Manners and Morals

The Keywords essay “Education” states that “…education is primarily a matter of manners and morals; curriculum is secondary”. Gruner argues that education encompasses more than just math and sciences- it provides children with a space to learn the lessons of life and citizenship. She continues by explaining how education often provides students with cultural context, a space where they can explore the diversity of their peers and land around them. The importance of understanding ethics often exceeds the importance of understanding curriculum within the classroom.

BuildOn is an international organization that builds schools in developing countries. Funded through volunteer contributions, schools are built together by local villagers and volunteers. In hopes of breaking the poverty and illiteracy cycles, BuildOn aims to provide a space for children and adults to begin- and hopefully continue- their education.

On their website (https://www.buildon.org/), BuildOn states that 197,354 children and adults attend their schools every day. Although, they never specify what students actually learn within classroom walls or test for literacy rates. Some people may challenge the organization for not adequately teaching their students, arguing that building a physical school does not improve education unless the students genuinely learn. Others, including author of Keywords essay “Education” Elisabeth Rose Gruner, may argue that the act of attending school teaches children manners and morals they cannot learn outside of the classroom. Understanding how to act in a classroom setting, obeying adult instruction, and learning how to interact with peers are important, revelvent skills that apply to the outside workforce and world of today.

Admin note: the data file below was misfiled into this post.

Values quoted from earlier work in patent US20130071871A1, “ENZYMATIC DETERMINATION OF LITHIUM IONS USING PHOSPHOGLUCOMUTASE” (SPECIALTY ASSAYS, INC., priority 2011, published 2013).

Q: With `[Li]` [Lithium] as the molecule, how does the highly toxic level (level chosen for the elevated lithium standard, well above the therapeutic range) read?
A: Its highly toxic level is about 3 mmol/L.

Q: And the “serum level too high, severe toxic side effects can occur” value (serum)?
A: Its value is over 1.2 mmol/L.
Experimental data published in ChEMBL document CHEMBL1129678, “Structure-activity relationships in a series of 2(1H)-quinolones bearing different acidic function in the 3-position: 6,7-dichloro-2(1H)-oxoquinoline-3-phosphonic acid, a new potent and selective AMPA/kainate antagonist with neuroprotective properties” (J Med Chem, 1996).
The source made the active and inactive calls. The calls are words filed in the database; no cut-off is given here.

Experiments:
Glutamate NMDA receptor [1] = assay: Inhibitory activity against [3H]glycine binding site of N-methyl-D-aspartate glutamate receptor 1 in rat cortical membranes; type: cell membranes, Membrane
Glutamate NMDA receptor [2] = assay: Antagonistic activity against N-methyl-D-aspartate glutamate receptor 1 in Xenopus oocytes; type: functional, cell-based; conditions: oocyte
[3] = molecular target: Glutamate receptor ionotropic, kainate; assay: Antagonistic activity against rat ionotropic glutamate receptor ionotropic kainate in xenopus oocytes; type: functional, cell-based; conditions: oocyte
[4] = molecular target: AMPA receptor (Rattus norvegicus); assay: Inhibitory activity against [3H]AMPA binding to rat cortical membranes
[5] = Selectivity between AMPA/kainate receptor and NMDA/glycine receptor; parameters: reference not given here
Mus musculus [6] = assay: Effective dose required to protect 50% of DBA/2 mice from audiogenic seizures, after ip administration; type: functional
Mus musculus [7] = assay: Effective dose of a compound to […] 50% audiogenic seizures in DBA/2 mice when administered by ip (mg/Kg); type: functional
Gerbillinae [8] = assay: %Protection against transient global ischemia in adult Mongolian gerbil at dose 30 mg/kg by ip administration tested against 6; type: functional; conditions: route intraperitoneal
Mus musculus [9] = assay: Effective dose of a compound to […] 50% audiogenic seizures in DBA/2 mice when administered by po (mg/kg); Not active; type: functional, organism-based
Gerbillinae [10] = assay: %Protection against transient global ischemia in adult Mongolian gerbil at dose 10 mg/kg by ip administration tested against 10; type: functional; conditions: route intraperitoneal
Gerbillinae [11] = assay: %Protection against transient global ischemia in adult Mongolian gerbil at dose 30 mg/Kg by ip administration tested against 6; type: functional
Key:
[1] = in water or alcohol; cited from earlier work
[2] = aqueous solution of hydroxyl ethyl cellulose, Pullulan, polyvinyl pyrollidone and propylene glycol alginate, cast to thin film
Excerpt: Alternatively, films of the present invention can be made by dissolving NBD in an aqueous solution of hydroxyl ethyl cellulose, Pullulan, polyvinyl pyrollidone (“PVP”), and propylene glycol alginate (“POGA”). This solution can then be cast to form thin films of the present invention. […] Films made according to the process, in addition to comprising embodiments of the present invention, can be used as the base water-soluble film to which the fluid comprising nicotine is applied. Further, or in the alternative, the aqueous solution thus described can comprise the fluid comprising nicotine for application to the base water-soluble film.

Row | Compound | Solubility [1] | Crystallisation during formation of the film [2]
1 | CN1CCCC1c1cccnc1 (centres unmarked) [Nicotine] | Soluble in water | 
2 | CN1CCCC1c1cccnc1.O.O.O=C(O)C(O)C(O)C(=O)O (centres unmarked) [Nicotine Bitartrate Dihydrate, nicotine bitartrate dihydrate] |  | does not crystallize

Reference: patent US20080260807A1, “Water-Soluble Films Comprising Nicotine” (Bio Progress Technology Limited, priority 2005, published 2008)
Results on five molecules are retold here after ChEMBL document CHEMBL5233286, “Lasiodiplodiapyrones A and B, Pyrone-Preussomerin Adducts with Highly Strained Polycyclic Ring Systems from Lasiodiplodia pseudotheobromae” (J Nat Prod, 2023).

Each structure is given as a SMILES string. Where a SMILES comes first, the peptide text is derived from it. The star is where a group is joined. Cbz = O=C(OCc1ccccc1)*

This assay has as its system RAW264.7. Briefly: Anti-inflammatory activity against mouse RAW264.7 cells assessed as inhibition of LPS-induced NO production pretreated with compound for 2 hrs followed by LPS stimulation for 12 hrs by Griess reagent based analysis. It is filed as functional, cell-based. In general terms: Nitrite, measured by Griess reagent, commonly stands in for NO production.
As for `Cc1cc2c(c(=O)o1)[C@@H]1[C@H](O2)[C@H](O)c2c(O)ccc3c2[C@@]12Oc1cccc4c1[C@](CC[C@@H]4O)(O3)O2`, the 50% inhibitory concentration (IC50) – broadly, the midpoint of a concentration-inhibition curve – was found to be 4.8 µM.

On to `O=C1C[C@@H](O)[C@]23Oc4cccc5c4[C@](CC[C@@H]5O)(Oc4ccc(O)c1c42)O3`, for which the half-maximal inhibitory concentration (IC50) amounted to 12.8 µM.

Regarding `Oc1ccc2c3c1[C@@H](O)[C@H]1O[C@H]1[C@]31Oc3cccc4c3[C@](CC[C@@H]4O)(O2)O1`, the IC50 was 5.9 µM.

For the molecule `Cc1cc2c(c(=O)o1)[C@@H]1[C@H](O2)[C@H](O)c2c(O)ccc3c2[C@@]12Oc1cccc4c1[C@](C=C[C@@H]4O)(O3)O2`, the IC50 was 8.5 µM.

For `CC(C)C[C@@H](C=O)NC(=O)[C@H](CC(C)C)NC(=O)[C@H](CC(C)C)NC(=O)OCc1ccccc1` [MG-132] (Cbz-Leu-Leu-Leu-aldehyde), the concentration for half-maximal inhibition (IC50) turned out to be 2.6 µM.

In American Indian Stories, Zitkala attends boarding school where she is forced to do many things against her will. Her mother sends her with intentions of learning curriculum, stating “She will need an education when she is grown…”, although throughout her experience, Zitkala learns more lessons about life than curriculum. Tough experiences teach her how to follow rigid schedules and instruction, dress appropriately (according to white settlers), and deal with punishment. After instilling fear in her through mythical stories about Satan and many incidences of corporal punishment, Zitkala gains resilience. She learns how to cope with hardship and push through tough times- lessons that she may not have learned without attending school.

1 thought on “Manners and Morals”

  1. I agree that there is more to be learned than just curriculum like how to add or subtract. Etiquette and social norms are extremely important to learn for a nation/region to function properly. A lot of these values are not blatantly taught but they are learned through interactions, experiences, and mimicking others. A physical school many times brings this about because children are interacting with many different peers and adults, however, this is not to say that not going to traditional school will exclude such learning. Homeschooling, for example, leaves time to go out into the world and experience things, such as a trip to a zoo or the grocery store. By going out and just experiencing life, one picks up on many social norms, activities, and behaviors. In this way, education and learning is everywhere, which is a fascinating thing to think about!

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